Wednesday, July 1, 2015

OTTBs, Conformation, and Progress Posts

Maybe I'm the only person on the ENTIRE PLANET who feels like she's constantly behind the OTTB curve. Seems like every other OTTB owner is like "HELLZ YEAH DOING STUFF" when I'm just over here working away at training level. Maybe I really am that far behind the curve. 

But in case I'm not, I want to show you something. (Or maybe prove something to myself.) Regardless. Here we go.
July 2013

You all know this picture. It's Courage, the night before he left the track and maybe two weeks after his last race. He's 8 years old and very, very fit. Conformationally, he is a lovely thing (which we can see because there's no fat getting in our way.) You can also see his upside down neck which is a part of his uber-short topline and the way his front legs are a bit inclined under his body. That can be just how a horse is posed (good conformation shots are an art form, yo), but in this case, I think it also speaks to his general body soreness and the type of fitness he has.
October 2013

90 days later is a lot less attractive. Let's be real. Courage's fall coat is coming in, which explains the coat color difference. His handquarters look so sexy and symmetrical and he's put on a lot of weight through his underline, but his whole topline still just looks tight and uncomfortable. You can still see how his front legs are set a bit under his body. He's lost most of the racing muscle, but he hasn't gotten to the pretty phase yet.
March 2014
A winter off made a world of difference for Courage. I know it's super sexy to be like "6 weeks from racing to BN", but while that might work for some horses, I don't think it's a good idea (AT ALL) for others--I mean, from this progression, it took Courage ~9 months to really get back to square one in terms of being physically ready to start real training. Courage is growing in a spring coat after body clipping, which account for the unattractive color, but he looks so much more comfortable in his own skin. His neck has started to drop a little. His topline doesn't have that almost "pinched" look to it. There isn't a lot of muscling going on, but it's definitely an improvement.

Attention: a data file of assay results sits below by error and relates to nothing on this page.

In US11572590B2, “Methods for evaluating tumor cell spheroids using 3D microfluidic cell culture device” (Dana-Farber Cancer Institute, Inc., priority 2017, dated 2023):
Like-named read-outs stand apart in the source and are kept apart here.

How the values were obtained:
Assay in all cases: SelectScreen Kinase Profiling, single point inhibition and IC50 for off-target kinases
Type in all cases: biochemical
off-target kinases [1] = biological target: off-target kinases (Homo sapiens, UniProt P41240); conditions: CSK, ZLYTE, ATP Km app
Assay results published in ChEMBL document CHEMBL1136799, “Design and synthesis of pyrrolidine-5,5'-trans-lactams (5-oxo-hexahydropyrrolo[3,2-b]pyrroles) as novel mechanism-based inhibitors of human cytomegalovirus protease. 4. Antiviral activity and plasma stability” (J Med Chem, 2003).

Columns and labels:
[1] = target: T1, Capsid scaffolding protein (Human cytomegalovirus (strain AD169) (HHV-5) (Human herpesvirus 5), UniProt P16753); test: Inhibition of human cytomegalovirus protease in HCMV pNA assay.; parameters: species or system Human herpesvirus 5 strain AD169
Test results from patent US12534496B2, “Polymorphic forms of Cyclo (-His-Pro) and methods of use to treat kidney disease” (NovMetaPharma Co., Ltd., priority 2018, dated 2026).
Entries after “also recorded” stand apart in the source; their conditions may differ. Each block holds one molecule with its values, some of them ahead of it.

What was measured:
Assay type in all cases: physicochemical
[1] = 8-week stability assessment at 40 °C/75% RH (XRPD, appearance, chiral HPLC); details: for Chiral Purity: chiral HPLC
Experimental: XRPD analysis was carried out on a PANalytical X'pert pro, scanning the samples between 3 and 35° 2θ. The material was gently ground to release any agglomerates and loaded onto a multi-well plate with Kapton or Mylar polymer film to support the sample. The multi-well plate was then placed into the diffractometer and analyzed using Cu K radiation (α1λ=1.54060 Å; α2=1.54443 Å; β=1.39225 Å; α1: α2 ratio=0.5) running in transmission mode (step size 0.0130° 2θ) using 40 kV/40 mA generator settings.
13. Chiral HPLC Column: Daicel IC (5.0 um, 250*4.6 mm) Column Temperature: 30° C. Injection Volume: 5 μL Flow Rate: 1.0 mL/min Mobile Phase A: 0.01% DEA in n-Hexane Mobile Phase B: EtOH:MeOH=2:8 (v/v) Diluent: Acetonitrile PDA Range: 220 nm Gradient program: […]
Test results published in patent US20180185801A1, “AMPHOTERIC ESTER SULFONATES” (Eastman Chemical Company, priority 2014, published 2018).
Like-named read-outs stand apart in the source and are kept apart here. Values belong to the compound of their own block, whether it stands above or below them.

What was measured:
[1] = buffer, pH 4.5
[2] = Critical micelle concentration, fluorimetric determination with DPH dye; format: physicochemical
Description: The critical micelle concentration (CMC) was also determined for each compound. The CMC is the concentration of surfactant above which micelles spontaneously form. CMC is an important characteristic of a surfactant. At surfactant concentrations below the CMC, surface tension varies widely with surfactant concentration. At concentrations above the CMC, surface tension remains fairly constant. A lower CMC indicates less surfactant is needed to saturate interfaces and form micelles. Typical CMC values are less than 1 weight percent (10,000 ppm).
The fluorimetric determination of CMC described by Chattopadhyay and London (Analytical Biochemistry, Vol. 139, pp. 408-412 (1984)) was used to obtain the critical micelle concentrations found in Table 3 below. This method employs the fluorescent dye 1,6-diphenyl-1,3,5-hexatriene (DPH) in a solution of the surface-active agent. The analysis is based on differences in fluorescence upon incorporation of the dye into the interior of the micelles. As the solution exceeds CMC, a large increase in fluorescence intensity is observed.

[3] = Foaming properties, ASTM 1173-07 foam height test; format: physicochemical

October 2014

This is a gorgeous photo, but it's not my favorite shot ever of Courage. Again, he looks comfortable in his own skin and much more relaxed. He has put some muscle on after a summer of work. I like that his lines are all kind of longer and more filled in. I basically haven't changed his neck at all, but it's not worse, so that's good. There is more muscle in his hindquarters and abs (do people talk about horse abs?). There is definite improvement, but it doesn't have that "WOW" factor of his racetrack shot.
July 2015

And then today. We're closing right in on two years off the track, and to me, Courage is starting to look really good. (Noted: conformation shots should be taken without wraps, but we're not dealing with a PPE or lower leg blemishes, so whatever.) (Also noted: I should have asked Courage to drop his head some, but eh. He's beautiful.)

Here I'm finally seeing what Courage can look like after months of correct work. There is some lovely definition in his shoulder and his neck is starting to fill in. Honestly, this picture shows his neck the least well, but trust me when I say it's deeper and thicker and getting more attractive. I'm already coveting more hind end development and a bigger, thicker  neck, but if this sequence shows anything, it's that progress comes with slow, correct work and lots of time.